Leveraging Digital Business Competencies to Achieve Dual Circulation Ambidexterity for Chinese Companies

Project: Research project

Project Details


Against the backdrop of changing global economic environments such as deglobalization, decoupling, the COVID-19 pandemic, and supply chain disruptions, China has formulated an economic policy of "domestic and international dual circulation." Its central tenet is to prioritize domestic consumption (internal circulation) while maintaining openness to international trade and investment (external circulation). At the company level, the policy opened the door for Chinese companies to develop their own "dual circulation ambidexterity", which occurs when they simultaneously exploit the domestic market potential while exploring opportunities in the global market. However, how can companies break
through the boundaries of domestic and global markets to develop this ambidexterity?

Building upon the insights from the resource-based view and organizational ambidexterity and integrating them with international business literature, we develop a conceptual framework that depicts the antecedent, consequences, and boundary conditions of dual circulation ambidexterity. First, companies must stay relevant to their current and future customers. Market exploitation requires a company to leverage existing knowledge, resources, and competencies to exploit the domestic market, while market exploration enables the company to search for new knowledge, resources, and competencies in foreign markets. Although these two activities require different strategies and practices, the synergy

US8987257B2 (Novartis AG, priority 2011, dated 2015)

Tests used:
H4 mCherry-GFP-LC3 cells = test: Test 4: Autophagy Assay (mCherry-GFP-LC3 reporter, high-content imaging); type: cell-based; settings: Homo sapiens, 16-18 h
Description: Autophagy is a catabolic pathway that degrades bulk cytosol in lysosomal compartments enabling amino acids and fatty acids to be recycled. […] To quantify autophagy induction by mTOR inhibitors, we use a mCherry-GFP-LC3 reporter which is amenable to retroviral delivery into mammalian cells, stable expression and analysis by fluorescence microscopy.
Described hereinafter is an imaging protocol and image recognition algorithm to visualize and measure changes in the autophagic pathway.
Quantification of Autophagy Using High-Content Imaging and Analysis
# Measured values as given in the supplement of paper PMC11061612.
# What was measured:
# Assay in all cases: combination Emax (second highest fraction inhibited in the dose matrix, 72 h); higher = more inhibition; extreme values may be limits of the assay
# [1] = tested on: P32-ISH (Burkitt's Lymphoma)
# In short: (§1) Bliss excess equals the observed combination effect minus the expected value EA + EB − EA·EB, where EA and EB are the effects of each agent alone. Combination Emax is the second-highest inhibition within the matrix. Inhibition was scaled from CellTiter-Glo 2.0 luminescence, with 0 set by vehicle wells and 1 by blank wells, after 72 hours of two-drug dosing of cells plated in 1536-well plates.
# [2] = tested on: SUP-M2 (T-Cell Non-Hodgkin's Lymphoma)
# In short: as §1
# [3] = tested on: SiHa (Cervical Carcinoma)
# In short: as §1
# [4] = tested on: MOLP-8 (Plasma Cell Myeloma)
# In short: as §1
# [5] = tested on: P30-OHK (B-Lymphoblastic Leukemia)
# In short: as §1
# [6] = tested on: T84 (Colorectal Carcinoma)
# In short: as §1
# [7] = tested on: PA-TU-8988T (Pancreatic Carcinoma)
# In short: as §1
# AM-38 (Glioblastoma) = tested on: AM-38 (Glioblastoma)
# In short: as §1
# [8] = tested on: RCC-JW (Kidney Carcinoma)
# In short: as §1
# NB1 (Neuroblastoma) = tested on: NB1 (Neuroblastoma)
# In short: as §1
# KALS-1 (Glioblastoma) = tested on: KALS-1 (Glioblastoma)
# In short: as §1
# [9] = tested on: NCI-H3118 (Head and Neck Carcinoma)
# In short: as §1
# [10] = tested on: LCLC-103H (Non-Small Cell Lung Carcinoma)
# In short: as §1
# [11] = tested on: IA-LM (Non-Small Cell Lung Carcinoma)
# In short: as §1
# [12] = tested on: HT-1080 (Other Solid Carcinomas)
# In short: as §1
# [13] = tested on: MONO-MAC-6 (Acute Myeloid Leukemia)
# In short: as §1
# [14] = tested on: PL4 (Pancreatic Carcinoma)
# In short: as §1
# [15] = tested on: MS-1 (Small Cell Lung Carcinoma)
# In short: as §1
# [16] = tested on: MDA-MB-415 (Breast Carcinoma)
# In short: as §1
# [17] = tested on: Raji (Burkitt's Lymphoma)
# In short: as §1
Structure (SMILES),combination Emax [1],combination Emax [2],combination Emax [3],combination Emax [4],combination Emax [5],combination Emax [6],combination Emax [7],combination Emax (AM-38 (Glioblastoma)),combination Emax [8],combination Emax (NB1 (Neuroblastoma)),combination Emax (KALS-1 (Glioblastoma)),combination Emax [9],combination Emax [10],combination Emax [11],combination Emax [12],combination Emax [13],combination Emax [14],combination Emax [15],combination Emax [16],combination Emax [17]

of simultaneously engaging both enables a company to achieve superior performance.

Second, prior ambidexterity literature suggests that firms can achieve a balance between two seemingly contradictory activities if they have the right set of competencies in place. Therefore, we further propose that in the international business context, firms must learn and acquire digital business competence (DBC), which is a critical set of capabilities, including digital technologies, digital analytics, digital connectivity, digital integration, and digital control and security, that facilitate companies to develop their ambidexterity.

Furthermore, because global markets exhibit diverse institutional backgrounds, institutional distances can alter companies' ambidextrous pursuits and their performance impact. We consider two types of institutional distances: (1) home-host institutional distance, which is the average score of institutional distances between a company's home and all host countries, and (2) host-host institutional diversity, which measures the diversity of institutional environments of the company's host countries. We propose that while both institutional distances weaken the effect of DBC on ambidexterity, they strengthen the impact of ambidexterity on performance.

This research will contribute to multiple literature streams, including digitalization, ambidexterity, and international business. It will also offer a set of practical guidelines for companies undergoing digital transformation.
Effective start/end date1/01/2430/06/26

UN Sustainable Development Goals

In 2015, UN member states agreed to 17 global Sustainable Development Goals (SDGs) to end poverty, protect the planet and ensure prosperity for all. This project contributes towards the following SDG(s):

  • SDG 8 - Decent Work and Economic Growth
  • SDG 9 - Industry, Innovation, and Infrastructure
  • SDG 12 - Responsible Consumption and Production


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